Mr Waddingham started working for the NHS in 1984. In 2012, due to a reorganisation, he was placed “at risk” of redundancy. Redundant staff were required to ’slot in’ to new roles where the duties required matched the old role by at least 51%. Once this criteria had been satisfied and employees selected for a matching role, the NHS Trust arranged an interview with that employee. A score of 75% was required for appointment to the role.
In early 2013, Mr Waddingham commenced radiotherapy treatment for throat cancer following his diagnosis in late 2012. During his treatment, he applied for a vacant role for which he believed he had the relevant experience. He attended the interview. The NHS Trust had exercised flexibility regarding the time and date of the interview and allowed Mr Waddingham sufficient rest breaks. He scored 54% and was therefore not offered the role. The NHS Trust terminated his employment in March 2013.
Mr Waddingham applied for a further role in the NHS in February 2014; he was successful. He bought a claim in the Employment Tribunal for unfavourable treatment arising in consequence of his disability, section 15 Equality Act 2010 (EqAct) and a failure to make reasonable adjustments, s.21 EqAct. Both of his claims succeeded.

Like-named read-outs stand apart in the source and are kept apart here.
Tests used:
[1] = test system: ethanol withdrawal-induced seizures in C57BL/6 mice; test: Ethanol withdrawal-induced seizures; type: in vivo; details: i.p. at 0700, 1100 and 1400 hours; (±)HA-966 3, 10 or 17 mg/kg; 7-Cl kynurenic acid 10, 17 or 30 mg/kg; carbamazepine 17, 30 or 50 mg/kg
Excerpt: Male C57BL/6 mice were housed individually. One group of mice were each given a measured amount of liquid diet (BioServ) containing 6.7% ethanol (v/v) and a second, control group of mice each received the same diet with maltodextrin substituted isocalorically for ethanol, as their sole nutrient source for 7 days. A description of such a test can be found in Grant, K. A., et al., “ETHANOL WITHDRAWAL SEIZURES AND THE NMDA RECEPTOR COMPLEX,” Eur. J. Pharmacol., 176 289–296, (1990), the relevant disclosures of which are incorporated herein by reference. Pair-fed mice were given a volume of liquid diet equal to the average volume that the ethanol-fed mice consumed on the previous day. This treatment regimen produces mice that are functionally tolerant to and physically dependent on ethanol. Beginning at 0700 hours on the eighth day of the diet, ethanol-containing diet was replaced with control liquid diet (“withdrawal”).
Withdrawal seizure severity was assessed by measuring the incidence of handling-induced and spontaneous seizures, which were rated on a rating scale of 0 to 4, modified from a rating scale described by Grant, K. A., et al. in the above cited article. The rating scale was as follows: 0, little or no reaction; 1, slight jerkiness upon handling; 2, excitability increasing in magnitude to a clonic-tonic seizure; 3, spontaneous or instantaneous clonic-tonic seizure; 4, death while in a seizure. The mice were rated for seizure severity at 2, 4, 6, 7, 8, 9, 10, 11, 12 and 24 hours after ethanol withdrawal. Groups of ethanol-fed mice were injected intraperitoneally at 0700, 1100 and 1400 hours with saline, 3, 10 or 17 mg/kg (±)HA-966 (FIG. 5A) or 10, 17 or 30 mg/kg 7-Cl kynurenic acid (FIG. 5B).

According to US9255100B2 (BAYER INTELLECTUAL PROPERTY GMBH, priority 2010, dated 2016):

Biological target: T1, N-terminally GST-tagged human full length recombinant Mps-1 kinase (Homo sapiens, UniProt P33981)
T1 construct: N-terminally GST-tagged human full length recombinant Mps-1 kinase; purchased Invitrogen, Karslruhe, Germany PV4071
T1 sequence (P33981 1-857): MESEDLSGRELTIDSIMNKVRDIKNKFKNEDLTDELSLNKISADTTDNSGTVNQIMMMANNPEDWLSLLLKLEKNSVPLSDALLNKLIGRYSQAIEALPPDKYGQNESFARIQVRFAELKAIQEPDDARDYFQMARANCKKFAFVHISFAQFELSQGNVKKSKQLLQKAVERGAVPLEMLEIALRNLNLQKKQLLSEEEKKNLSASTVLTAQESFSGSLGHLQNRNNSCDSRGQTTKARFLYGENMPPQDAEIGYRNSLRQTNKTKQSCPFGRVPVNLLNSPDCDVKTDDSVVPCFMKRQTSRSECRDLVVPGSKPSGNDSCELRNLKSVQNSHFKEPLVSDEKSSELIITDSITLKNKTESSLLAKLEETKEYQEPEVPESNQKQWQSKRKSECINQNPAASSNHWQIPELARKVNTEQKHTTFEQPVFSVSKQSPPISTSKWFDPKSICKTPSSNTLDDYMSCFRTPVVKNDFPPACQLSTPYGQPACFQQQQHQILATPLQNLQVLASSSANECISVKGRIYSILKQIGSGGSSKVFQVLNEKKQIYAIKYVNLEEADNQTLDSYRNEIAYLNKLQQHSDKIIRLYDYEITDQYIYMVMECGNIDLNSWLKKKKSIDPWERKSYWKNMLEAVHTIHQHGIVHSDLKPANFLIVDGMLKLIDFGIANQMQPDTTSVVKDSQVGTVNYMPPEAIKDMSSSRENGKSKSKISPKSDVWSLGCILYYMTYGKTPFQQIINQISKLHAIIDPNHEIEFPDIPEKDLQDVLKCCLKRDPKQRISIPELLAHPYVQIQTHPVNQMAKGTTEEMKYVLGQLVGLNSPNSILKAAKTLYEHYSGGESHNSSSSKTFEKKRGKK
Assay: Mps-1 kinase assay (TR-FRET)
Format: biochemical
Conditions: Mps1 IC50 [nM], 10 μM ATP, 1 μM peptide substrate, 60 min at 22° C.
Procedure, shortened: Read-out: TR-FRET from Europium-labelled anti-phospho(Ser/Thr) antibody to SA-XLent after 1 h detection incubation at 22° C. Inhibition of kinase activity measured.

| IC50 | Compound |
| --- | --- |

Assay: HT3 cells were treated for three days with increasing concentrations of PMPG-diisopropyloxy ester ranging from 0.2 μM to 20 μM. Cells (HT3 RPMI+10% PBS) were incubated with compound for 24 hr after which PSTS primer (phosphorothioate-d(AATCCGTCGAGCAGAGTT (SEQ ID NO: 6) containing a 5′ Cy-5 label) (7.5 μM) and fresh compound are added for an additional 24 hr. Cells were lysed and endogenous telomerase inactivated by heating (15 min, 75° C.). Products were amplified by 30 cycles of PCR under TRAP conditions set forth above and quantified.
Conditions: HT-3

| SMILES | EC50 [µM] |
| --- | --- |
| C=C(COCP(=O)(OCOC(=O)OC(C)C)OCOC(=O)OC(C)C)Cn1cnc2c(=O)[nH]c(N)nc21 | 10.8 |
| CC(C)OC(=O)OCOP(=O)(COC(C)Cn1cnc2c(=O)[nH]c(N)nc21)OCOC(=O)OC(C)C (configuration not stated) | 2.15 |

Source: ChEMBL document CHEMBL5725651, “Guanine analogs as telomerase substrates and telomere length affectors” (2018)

The Tribunal accepted that his treatment and the ’cocktail of drugs’ leading to fatigue and a lack of concentration are likely to have an adverse effect on his ability to carry out day to day activities. The Tribunal noted that he had received radiotherapy treatment on the morning of his interview and was unable to properly prepare. The Tribunal held that he had been treated unfavourably because of his condition which arose from his disability. The NHS sought to justify its decision not to appoint Mr Waddingham as a proportionate means of achieving the legitimate aim of having the ideal candidate. However, this was not accepted by the Tribunal as requiring him to attend a competitive interview was not a proportionate means of achieving a legitimate aim.
Mr Waddingham’s claim for failure to make reasonable adjustments succeeded on the basis that Mr Waddingham’s suitability for the role could have been assessed by alternative means such as by reviewing past appraisals. He had long service and there is likely to have been sufficient material on which to assess his suitability. However, it was noted that despite this the NHS Trust was not required to lower its pass mark to accommodate Mr Waddingham’s disadvantage. It was also not reasonable for the NHS Trust to have waited until Mr Waddingham had felt better nor for his appointment to be made without any form of assessment.
Mr Waddingham was awarded £115,056.42 in compensation, comprising £73,270.50 for loss of earnings, £27,666 for pension loss, £5,625 for injury to feelings and £8,494.92 in interest.
If the method an employer chooses to assess an employee’s suitability for a role is likely to place a substantial disadvantage on an employee because of or related to their disability, the safe course is to consider alternatives. It is clear that this is likely to be far easier when an employee has long service but may be tricky where an employee has short service.
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